William loves getting out on his bike, especially along the Cornish coast where he lives. He also loves science, brain teasers, model railway kits and reading. He especially enjoys psychological thriller adventures by the likes of James Maxwell, Laura Weymouth or Chen Jiaong. Most of all, he loves spending time with his family and friends and social occasions like Christmas and birthdays.
A shocking diagnosis just before Christmas
Towards the end of the school autumn term, when William was 13, he had a tickly cough that wouldn’t go away. His parents and even the GP thought it was just an end-of-term bug, a normal time to be run-down. Still, it seemed sensible to pursue more tests in hospital. William’s mum Hannah says:
“To be told that evening that my child had cancer was beyond anything I could possibly have imagined. My heart dropped and I crumpled. William said ‘Am I going to die?’. I knew then that whatever happened, I had to help him to process this overwhelming information, and somehow, cope with it. As NHS staff rushed to blue-light him to a specialist hospital, I knew we were in the best hands medically, but my mind was racing – how would I get him through this emotionally, minimise the trauma and help him to not freak out with worry, when I felt so scared myself? Christmas, and life as we had known it, was cancelled.”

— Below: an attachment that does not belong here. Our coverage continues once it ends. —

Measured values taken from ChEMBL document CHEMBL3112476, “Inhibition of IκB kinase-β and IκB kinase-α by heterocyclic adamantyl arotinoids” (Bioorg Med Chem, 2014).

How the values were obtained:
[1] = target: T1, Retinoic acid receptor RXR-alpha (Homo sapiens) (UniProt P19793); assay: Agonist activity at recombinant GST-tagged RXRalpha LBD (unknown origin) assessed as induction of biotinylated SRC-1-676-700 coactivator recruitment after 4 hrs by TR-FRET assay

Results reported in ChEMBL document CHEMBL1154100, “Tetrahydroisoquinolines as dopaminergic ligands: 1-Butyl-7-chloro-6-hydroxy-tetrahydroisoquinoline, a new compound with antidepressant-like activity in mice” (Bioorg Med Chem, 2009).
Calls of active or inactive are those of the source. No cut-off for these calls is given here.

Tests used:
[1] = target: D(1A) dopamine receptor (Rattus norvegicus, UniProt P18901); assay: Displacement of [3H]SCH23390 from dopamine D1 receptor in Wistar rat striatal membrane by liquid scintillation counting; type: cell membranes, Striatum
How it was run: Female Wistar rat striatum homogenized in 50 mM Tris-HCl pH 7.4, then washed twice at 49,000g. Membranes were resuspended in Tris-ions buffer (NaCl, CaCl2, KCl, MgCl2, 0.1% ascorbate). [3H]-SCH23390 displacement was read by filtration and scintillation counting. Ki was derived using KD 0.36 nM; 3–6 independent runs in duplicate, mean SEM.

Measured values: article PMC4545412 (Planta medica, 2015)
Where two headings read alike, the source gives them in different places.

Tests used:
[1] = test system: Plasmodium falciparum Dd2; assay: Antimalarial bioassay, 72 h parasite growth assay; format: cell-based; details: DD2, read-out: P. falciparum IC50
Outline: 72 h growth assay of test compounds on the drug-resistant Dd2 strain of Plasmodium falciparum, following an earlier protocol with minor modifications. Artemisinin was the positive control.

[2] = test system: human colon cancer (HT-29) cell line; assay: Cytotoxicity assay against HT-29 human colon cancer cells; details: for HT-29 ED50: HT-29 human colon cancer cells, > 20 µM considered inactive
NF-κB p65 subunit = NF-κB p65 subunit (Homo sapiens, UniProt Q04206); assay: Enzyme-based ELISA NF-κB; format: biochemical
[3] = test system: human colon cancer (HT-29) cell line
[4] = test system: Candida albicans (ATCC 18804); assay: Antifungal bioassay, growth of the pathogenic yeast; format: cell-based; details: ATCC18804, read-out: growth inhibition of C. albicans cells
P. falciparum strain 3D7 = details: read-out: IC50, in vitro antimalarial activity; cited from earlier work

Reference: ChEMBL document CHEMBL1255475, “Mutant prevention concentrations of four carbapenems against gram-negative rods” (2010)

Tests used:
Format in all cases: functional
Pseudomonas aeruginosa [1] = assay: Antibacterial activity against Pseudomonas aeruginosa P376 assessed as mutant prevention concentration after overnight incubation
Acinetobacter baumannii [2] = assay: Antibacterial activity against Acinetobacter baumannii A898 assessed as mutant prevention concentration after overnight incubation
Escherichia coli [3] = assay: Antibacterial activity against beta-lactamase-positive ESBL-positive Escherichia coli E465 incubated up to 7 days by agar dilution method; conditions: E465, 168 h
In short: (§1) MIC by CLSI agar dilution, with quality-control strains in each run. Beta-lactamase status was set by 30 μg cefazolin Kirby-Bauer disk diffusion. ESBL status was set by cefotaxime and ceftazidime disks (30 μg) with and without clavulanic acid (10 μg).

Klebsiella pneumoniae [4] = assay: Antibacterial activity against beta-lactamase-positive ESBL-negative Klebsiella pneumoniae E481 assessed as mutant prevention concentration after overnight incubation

A light in a dark tunnel
As William and Hannah waited for further tests, struggling to understand the alien medical terms, a Read for Good storyteller called Mike appeared, pushing a bright orange bookcase on wheels. Hannah says:
“It was like a light in a very dark tunnel! It gave William something that he was actually able to focus on and I will never forget watching the tension literally drop from his body just for a short while, while he looked over the books, picked them up and flicked between the pages to breathe in the smell, holding on to something that made him feel safe at that point. Mike, the storyteller, was such a calming presence, asking questions that William was able to answer about authors and styles of writing.”
A refuge from the storm
Mike invited William to also choose a book for his sister Lowenna, who was about to discover that her brother had cancer and that Christmas would be spent in a hospital far from home. Choosing a book he knew Lowenna wanted, William felt it would give her a place to take refuge from the storm that was about to hit and that by gifting her a book, he could show Lowenna that despite the cancer diagnosis, he was no different to the brother she had seen the morning before.
Some weeks later, WIlliam was unexpectedly told that his second round of chemotherapy would begin on his 14th birthday at a hospital hundreds of miles away. The party at home would be cancelled.
“Again Read for Good was there. Mike the storyteller told WIlliam an intriguing mystery about legendary Cornish warriors, William sat back and processed the overwhelming news in a calm and comforting atmosphere.”
Read for Good’s books and stories help bind the family together in difficult times
Through a rollercoaster two years, Read for Good’s books and stories have given WIlliam a place to hide away. Hannah continues:
“They have helped us as a family get through a nightmare. During treatment in hospital away from home, William and Lowenna have been able to share books together via video call.
As William prepares for GCSEs during ongoing treatment, I am so relieved to know that with help from the Read for Good storyteller and books, he will not only reap the many benefits of reading for his education, but most importantly his mental health.”